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Microsoft must be feeling the heat from a growing acceptance of
Apple Mac products, as a new campaign by the Redmond, Wash.-based
company is pushing the concept of an "Apple tax" for non PC-users.

The campaign, which Microsoft began last fall, claims that
non-Microsoft users pay more for Apple hardware and have fewer
peripheral and software choices than their PC brethren. Microsoft even
created a chart proving the increased cost. (Ironically, the chart does
not include the after-purchase costs associated with downtime and
repairs that Microsoft users experience far more than Mac users.)

The idea of non-Microsoft users paying added costs in their computing
experience is not new to Microsoft’s marketing department. In 2004, the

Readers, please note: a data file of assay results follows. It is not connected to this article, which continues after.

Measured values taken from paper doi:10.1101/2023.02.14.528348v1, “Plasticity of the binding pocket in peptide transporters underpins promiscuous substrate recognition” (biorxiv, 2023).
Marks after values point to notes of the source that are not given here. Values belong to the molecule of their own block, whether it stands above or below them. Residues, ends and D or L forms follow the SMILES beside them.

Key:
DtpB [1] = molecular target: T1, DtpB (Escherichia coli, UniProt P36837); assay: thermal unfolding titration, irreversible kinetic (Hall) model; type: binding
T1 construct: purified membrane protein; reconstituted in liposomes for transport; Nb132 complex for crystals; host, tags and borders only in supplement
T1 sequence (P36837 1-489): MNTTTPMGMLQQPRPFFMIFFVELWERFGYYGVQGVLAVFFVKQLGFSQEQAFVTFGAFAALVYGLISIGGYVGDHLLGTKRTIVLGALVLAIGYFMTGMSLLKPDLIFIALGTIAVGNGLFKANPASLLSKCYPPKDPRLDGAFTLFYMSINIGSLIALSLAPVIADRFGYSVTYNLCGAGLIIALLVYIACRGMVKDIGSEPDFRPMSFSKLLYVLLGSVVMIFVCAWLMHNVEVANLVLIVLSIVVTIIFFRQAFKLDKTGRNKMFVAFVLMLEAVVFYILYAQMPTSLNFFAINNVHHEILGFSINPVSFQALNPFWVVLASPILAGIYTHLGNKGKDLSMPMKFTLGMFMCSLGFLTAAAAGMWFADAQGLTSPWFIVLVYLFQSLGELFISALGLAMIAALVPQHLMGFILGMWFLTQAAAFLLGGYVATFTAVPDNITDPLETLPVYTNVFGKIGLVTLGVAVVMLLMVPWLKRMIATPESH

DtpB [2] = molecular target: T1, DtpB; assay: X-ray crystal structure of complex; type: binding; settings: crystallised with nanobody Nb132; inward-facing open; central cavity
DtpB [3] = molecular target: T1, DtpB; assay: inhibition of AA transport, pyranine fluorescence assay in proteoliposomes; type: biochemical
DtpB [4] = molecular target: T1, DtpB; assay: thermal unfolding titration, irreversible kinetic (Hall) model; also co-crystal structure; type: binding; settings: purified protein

company launched a similar campaign aimed at Linux users, claiming that
Microsoft Windows Server System was much more cost-effective than a
Linux-based solution. It even funded research to support that claim and
built a Web site around it.

In discussing the so-called "Apple tax," Brad Brooks, vice president of
marketing for Windows, said the economy will force many people to
rethink how much they want to pay for a new computer.

"More and more people are going to be scratching their head and saying, ‘Is that a tax I am really willing to pay?’" he said.

Brooks also noted that the "Apple tax" campaign may show up in online marketing campaigns and future Microsoft commercials.